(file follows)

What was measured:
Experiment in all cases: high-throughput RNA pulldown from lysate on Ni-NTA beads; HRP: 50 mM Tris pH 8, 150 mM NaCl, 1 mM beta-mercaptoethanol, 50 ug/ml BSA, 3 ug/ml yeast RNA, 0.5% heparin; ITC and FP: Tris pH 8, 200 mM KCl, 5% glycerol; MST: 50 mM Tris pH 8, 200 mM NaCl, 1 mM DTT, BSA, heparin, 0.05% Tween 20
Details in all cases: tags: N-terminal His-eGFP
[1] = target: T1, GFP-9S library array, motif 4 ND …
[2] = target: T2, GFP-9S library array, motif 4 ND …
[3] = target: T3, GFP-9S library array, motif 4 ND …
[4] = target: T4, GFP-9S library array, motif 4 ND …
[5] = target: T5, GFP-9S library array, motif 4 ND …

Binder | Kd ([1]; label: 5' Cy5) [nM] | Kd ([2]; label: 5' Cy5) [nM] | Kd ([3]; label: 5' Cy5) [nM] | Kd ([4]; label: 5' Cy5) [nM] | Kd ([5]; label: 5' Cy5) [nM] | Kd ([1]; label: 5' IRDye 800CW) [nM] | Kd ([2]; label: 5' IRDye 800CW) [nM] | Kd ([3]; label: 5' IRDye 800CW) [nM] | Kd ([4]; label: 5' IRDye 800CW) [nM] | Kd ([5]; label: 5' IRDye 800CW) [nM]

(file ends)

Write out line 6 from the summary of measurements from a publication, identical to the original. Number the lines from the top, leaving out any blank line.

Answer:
[3] = target: T3, GFP-9S library array, motif 4 ND …